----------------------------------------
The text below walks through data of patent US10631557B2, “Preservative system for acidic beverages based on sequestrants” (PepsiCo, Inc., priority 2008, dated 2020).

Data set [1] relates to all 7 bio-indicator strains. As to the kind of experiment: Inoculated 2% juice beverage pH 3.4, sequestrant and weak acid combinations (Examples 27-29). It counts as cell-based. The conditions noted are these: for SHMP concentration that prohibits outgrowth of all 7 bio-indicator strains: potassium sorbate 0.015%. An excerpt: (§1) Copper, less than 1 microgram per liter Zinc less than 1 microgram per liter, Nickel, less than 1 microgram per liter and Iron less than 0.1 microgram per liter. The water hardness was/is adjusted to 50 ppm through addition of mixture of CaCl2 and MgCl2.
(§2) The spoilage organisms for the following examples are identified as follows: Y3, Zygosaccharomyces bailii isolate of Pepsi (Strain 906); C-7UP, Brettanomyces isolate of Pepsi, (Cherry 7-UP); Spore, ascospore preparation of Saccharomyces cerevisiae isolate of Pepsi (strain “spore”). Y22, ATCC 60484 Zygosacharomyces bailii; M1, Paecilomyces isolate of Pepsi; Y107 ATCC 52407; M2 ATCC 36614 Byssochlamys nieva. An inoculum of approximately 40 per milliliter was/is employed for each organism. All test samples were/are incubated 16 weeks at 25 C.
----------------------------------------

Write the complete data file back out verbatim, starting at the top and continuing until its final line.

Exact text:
The text below walks through data of patent US10631557B2, “Preservative system for acidic beverages based on sequestrants” (PepsiCo, Inc., priority 2008, dated 2020).

Data set [1] relates to all 7 bio-indicator strains. As to the kind of experiment: Inoculated 2% juice beverage pH 3.4, sequestrant and weak acid combinations (Examples 27-29). It counts as cell-based. The conditions noted are these: for SHMP concentration that prohibits outgrowth of all 7 bio-indicator strains: potassium sorbate 0.015%. An excerpt: (§1) Copper, less than 1 microgram per liter Zinc less than 1 microgram per liter, Nickel, less than 1 microgram per liter and Iron less than 0.1 microgram per liter. The water hardness was/is adjusted to 50 ppm through addition of mixture of CaCl2 and MgCl2.
(§2) The spoilage organisms for the following examples are identified as follows: Y3, Zygosaccharomyces bailii isolate of Pepsi (Strain 906); C-7UP, Brettanomyces isolate of Pepsi, (Cherry 7-UP); Spore, ascospore preparation of Saccharomyces cerevisiae isolate of Pepsi (strain “spore”). Y22, ATCC 60484 Zygosacharomyces bailii; M1, Paecilomyces isolate of Pepsi; Y107 ATCC 52407; M2 ATCC 36614 Byssochlamys nieva. An inoculum of approximately 40 per milliliter was/is employed for each organism. All test samples were/are incubated 16 weeks at 25 C.